`Shortly thereafter the AAA stopped and I spotted 12 MiG-15s at about 2500 ft below us — four off to the left of us, four to the right and four behind us. As flight leader, I began edging to the right to try and get beneath that flight of four MiGs, thus reducing the odds a little. We were flying in a northwesterly direction at this time.’
1Lt Brown vividly remembers that when Lt Col Stephens called out that there were 12 MiGs north of the river, they were showing no sign of turning to the south;
`As a matter of fact, they were doing loops and barrel rolls! I thought to myself that this has got to be a crazy war when the enemy can practice stunt flying right in front of you! Suddenly, all hell broke loose. Lt Col Stephens shouted for me to break left. An instant later two flashing silver aircraft dove at me out of the sun. As they swept by, I opened the throttle and tacked onto the tail of one of them, trying to manoeuvre into a firing position. As I tried to close on the enemy fighter, my F-80 started buffeting badly because I was exceeding 0.80 Mach. These were definitely MiGs, and I got a clear look at the communist jet as we bottomed out and it started a very fast climb back up into the sun. The aircraft had no distinguishing markings — just polished aluminum, swept wings and plenty fast!’
Lt Col Stephens continues;
`As the lead MiG passed me, I could see a red star on the side of the fuselage. By the time I could get a good pursuit curve on the lead, he was at least 1500 ft out, and moving away. I held a long burst on him and saw some debris come off of his left wing. At that time, he turned sharply and headed for the safety of the Yalu. I rolled to the left and caught a glimpse of a lone F-80 in a steep dive about 3500 ft below me. He was pursuing what appeared to be a MiG, and their rate of speed appeared to be at the “Max”. Out of pure instinct, I looked for the rest of my flight, and also to see if any MiGs were at my “six o’clock”. I did not see any enemy activity in the immediate area except the one F-80 chasing the MiG.’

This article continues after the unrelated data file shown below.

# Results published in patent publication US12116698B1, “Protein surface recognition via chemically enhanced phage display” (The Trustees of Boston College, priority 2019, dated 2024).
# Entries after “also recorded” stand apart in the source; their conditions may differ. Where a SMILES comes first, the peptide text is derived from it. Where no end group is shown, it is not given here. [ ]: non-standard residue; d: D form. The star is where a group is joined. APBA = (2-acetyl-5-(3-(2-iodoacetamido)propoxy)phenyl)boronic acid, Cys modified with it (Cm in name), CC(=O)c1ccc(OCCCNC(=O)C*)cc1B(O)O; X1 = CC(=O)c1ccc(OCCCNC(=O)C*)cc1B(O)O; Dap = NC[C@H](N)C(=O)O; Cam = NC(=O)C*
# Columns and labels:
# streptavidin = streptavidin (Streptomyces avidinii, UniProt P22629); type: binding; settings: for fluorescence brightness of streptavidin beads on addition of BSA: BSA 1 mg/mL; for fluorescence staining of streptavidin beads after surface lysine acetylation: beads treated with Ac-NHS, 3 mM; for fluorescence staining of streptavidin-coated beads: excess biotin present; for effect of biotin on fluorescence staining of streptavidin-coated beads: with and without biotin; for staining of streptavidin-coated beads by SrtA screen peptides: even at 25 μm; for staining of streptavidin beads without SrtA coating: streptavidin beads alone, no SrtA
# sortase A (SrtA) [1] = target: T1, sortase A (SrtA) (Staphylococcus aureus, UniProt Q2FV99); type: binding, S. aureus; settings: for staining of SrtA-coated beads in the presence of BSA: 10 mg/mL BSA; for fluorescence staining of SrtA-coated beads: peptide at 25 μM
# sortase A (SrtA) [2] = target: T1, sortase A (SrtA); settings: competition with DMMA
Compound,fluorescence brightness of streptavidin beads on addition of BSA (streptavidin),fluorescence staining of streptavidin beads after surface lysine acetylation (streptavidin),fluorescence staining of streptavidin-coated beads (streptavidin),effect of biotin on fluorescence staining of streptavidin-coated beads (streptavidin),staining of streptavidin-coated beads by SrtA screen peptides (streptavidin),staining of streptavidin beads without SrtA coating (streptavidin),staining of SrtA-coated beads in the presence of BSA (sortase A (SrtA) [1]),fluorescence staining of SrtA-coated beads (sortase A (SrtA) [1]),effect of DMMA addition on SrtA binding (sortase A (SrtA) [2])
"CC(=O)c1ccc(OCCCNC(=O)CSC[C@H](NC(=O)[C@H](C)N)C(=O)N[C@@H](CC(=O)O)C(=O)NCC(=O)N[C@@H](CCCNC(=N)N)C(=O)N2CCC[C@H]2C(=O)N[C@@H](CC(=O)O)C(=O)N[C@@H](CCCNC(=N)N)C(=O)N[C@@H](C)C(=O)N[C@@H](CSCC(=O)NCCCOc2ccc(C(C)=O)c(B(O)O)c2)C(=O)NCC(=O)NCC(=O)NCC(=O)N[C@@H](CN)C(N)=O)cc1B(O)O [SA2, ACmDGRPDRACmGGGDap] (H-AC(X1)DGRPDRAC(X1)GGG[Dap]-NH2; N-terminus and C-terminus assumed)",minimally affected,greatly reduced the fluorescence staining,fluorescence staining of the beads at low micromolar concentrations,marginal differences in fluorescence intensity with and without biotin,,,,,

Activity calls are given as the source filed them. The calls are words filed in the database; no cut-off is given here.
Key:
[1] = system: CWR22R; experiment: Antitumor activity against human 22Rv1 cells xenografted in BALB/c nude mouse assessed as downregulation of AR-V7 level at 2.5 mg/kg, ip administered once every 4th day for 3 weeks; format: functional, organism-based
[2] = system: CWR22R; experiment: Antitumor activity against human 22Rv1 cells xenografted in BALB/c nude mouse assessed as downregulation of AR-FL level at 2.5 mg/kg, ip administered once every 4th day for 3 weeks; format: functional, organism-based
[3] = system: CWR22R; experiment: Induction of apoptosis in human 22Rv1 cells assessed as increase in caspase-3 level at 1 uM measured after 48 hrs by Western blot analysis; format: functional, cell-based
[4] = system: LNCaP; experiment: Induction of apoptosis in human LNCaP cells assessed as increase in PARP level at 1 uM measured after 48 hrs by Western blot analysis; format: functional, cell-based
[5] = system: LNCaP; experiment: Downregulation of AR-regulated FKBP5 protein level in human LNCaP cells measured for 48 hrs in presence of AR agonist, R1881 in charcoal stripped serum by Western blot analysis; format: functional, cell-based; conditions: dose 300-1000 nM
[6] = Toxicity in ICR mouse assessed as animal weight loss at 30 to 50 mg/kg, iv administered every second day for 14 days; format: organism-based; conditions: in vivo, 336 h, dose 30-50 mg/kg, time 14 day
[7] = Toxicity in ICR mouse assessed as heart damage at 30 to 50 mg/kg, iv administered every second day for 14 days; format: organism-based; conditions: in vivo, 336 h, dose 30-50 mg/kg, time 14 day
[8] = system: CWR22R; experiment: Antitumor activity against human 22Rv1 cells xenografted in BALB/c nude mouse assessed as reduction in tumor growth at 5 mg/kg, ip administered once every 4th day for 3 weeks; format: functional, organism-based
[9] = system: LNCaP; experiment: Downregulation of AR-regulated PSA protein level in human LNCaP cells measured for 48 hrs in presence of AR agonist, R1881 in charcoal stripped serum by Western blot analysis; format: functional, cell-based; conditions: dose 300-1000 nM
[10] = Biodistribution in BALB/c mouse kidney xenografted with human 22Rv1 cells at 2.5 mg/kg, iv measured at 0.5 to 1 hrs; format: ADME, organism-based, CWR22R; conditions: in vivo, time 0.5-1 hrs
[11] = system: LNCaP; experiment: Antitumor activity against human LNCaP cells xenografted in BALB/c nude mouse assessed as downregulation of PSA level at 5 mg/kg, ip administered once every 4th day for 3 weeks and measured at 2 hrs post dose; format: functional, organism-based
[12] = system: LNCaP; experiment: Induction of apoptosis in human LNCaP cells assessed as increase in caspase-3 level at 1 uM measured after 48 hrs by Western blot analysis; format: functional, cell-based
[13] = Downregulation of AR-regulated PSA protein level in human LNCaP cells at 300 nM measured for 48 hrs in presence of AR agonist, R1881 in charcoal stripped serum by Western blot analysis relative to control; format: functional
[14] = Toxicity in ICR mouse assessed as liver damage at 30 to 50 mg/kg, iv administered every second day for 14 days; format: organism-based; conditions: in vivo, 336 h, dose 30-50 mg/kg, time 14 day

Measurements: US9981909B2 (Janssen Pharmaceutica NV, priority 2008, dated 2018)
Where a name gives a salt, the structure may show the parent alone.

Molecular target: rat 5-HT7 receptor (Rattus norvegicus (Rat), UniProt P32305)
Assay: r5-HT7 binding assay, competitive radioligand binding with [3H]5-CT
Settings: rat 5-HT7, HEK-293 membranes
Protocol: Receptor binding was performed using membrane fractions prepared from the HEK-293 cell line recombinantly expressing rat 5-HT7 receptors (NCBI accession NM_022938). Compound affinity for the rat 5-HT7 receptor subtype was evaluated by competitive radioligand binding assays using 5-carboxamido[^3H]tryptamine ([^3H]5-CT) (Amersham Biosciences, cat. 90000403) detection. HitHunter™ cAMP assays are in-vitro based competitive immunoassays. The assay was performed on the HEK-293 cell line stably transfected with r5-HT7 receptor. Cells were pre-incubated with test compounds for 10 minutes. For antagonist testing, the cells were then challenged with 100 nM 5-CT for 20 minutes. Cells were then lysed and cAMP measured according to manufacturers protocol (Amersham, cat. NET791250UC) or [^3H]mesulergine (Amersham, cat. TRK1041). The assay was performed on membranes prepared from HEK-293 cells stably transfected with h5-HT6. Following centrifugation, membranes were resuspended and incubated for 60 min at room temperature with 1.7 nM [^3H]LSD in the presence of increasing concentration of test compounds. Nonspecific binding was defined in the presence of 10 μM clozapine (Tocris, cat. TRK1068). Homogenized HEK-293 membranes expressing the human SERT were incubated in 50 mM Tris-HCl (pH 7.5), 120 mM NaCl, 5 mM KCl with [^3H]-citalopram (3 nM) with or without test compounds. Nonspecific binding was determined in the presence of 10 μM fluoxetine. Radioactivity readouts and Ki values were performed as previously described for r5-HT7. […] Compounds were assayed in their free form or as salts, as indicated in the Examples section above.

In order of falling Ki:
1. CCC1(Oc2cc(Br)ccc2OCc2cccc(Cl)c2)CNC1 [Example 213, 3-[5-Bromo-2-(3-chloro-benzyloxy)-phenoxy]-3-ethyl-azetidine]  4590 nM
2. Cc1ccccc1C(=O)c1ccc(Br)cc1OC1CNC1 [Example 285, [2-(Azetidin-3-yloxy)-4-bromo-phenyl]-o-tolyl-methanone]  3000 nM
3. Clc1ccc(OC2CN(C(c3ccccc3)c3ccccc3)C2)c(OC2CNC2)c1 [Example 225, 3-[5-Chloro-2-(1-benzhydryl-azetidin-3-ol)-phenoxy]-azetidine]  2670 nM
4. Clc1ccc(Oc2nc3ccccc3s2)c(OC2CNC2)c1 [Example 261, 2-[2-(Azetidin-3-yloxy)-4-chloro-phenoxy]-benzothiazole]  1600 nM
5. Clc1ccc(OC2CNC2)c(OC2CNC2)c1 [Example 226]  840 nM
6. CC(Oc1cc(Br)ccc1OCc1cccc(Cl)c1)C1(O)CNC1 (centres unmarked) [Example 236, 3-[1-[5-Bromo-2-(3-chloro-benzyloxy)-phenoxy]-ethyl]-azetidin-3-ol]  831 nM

1Lt Brown, who was flying the F-80 spotted by Lt Col Stephens chasing the MiG-15 in a steep dive at high speed, opened fire on his opponent;
`When the MiG ahead of me broke to the left, he made a fatal mistake. There was little doubt that he could climb faster than me, but when he turned, I cut him off and got in four good short bursts with my guns. It was difficult to tell if I had hit him for he just rolled over and headed for the deck in a steep dive. I racked my F-80 around and followed him down. My airspeed was indicating over 600 mph, but I could not close the gap! At this time, he was about 1000 ft away when I gave him another four bursts. Black smoke poured from the right side of his fuselage. I knew it was now or never, so I squeezed off one long burst. Orange flames licked back over his fuselage and, suddenly, the entire MiG exploded in mid-air. After that I don’t remember what happened, as I was too busy trying to pull out of my high-speed dive.’
This all-jet dogfight had lasted only a minute, yet it created a sensation with the US press corps in-theatre. Unknown to everyone at the time, it was only a portent of things to come. The MiG-15 pilots continued to grow in confidence, fully aware that their most dangerous adversaries then in-theatre were flying inferior straight-winged F-80s and F9F Panthers.
F-80 Shooting Star Units of the Korean War is published by Osprey Publishing and is available to order here.
Photo credit: U.S. Air Force